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Forces and Moments: Modern Biomechanics and Engineering Terminology for the Podiatrist

Discussion in 'Biomechanics, Sports and Foot orthoses' started by Kevin Kirby, Feb 26, 2015.

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    For those interested, I recently published a short video on YouTube discussing the concept of forces and moments for podiatrists interested in learning more about biomechanics that is also listed on my FaceBook page.

    Last edited by a moderator: Sep 22, 2016
  2. Nice succinct presentation.
  3. drhunt1

    drhunt1 Well-Known Member

    Actually...not a bad presentation. I'll be much more constructive here towards your video than many were towards mine. But that being written, it's nice to see you perhaps being inspired by my video contributions to create your own.

    First...pick up the pace of your presentation, especially early in the presentation. If this video was created for patients, that would be one thing, but creating a video for other Podiatrists whom are already familiar with anatomy...speak at a faster pace. Second, you don't need to bring up your credentials. Everyone knows who you are, so that's not only redundant, but unnecessary. Third, of all the "moments" to discuss in the physics of the foot, comparing distal vs. proximal bunion correction procedures seems the least likely. The real problem with CBWO is not the lever arm that could disrupt the fixation technique. It's getting the bone cuts exactly right, ie., making the cuts parallel from dorsal to plantar, and then making the green-stick closure prior to fixation. There's much more "fudge factor" available in the distal osteotomies. While I realize Dale Austin designed the Chevron to be non-fixated and allow for early ambulation, I don't know too many Podiatrists that have the patient ambulate in the first few days after surgery even with adequate fixation. Post-op edema is a real problem.

    Imagine using animation to show some of the more salient points you're trying to make. I believe it's the wave of the near future in Podiatric education in particular, and anatomy in general. Just my two cents.
  4. Ian Linane

    Ian Linane Well-Known Member

    Actually drHunt1 I have disagree with you on the pace.

    As someone who has small level hearing problems, part natural, part industrial caused (few years working in the weaving industry before ear protectors), the slower pace works fine for me. It allows me to pick up the beginning and ending of words ( often important consonants) which then allows me to grasp the word better and still have time to hear the next one and make sense of the sentence.

    There is nothing irritates me more than professionals assuming an audience can hear them.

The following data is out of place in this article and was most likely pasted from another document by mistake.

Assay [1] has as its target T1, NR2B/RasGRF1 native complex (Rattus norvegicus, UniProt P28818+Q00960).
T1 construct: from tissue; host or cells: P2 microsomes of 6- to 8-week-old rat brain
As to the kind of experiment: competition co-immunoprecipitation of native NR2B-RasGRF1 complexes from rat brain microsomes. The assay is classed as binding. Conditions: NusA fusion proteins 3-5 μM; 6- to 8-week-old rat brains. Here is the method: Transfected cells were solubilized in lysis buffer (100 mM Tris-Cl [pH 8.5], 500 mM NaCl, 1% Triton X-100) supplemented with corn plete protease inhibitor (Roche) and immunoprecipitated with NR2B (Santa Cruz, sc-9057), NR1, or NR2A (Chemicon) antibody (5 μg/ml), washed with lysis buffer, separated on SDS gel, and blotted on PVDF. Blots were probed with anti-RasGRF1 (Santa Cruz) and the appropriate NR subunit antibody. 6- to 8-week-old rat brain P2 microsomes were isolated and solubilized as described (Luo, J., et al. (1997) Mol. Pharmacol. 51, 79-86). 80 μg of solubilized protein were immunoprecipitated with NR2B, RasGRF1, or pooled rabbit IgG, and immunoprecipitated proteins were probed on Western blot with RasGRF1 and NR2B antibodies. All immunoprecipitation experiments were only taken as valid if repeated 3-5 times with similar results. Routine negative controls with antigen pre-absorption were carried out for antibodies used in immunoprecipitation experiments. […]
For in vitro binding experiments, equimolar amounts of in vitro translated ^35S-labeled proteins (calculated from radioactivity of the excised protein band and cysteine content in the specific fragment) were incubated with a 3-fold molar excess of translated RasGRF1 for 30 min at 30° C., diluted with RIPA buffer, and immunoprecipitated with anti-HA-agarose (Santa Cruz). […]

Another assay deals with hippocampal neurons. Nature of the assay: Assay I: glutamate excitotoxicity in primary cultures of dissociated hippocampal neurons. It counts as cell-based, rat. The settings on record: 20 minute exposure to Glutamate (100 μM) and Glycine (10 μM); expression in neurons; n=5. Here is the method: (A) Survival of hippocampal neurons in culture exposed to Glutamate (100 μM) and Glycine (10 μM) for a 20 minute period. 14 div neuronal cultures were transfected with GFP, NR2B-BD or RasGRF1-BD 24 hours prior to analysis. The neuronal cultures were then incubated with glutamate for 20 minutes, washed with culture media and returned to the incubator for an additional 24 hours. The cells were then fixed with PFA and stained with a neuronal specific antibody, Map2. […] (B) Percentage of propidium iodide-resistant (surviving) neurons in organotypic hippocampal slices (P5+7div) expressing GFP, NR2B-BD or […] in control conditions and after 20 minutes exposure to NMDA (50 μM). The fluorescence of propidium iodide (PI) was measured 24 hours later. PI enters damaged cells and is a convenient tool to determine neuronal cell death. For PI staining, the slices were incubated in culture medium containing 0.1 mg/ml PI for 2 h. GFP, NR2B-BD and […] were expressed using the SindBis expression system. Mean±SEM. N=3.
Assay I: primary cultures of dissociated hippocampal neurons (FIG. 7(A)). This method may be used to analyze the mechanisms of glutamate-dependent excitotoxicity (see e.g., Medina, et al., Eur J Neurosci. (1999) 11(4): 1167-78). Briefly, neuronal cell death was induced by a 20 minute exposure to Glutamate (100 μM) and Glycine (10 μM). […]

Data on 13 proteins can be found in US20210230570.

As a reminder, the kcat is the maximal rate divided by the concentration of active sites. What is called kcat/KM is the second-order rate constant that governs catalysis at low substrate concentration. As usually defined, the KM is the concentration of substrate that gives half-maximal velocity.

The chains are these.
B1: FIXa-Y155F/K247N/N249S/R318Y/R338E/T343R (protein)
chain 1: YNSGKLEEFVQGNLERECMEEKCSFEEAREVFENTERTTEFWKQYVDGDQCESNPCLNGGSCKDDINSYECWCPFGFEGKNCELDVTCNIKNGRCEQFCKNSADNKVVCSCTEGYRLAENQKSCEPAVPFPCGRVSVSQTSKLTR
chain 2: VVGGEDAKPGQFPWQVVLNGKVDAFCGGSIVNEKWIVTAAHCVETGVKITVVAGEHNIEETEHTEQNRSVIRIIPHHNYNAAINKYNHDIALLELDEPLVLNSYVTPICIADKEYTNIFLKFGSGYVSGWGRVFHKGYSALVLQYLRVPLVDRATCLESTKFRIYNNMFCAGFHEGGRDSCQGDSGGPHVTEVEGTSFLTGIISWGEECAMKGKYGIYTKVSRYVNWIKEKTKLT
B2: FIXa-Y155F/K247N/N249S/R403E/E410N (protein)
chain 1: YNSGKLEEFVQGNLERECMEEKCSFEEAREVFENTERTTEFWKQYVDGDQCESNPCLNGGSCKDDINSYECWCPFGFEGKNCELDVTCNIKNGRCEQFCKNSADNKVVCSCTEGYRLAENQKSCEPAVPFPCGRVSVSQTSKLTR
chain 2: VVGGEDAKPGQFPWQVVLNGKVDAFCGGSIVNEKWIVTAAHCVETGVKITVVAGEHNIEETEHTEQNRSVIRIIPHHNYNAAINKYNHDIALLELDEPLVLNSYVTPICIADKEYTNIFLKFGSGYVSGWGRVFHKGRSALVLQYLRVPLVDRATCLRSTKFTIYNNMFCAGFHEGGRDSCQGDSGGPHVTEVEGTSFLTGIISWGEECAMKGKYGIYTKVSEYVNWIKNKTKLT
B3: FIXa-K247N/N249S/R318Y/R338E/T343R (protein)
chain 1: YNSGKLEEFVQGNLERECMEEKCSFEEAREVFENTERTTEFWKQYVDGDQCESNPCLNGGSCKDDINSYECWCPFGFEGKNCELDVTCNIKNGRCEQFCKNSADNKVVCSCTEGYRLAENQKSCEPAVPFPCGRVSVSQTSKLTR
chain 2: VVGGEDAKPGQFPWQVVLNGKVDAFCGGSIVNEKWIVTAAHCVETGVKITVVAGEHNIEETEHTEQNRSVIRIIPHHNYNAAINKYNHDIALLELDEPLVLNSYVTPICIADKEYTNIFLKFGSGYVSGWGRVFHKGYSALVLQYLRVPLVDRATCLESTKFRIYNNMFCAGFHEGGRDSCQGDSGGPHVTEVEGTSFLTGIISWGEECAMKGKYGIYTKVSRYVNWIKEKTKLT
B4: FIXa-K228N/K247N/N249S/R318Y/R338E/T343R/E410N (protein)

Equally, and perhaps to my shame, physics has not always been a thing I grasp easily so again the pace allowed me to grasp the words, assimilate them in a context and worked for me.
  5. drhunt1

    drhunt1 Well-Known Member

    Ian-I have more than just a "small level of hearing problems", (a consequence of years of shot gunning). In fact, I need to use head phones with the volume turned up in order to catch much of what is being said in lectures or on the net. What's great about creating videos is the fact that the information can be viewed multiple times. If the information is "iconic", the creator of the video WANTS the viewer to watch it several times in order to absorb the details and substance. Those viewers that aren't hearing impaired, such as you and I, may not have to, unless the information is simplistic or rudimentary. More substantive videos will need to be watched multiple times regardless of the ability, (or lack thereof), to hear the content. It's the melding of voice and video with more complex ideas that should create the need to watch the video several times. It's how we learn.

    I like the following video. A lot there...a lot not discussed. But you get the point.

  6. J.R. Dobbs

    J.R. Dobbs Active Member

    But then you would, since it is your video and you come across to the observer as being very, very ego-centric. A cursory glance: does the first metatarsal head sit higher than the lesser metatarsals because of a metatarsus primus elevatus as you state, or is it simply that the first metarsal head has a much greater diameter than the lesser metatarsals and a sesamoid apparatus beneath it? I think you could take any foot type and the dorsal surface of the 1st metatarsal would sit higher compared to the lesser metatarsal heads, but you seem convinced that this is due to a metarsus primus elevatus. IS this because it fits with your pet theory?

    Video's are all well and good, flashy graphics are cool, but the message being put across? That has to be accurate. I'm not convinced that yours is, Dr Hunt. I think you are more interested in how good you think you are. Viewed from a watchers point of view.
  7. drhunt1

    drhunt1 Well-Known Member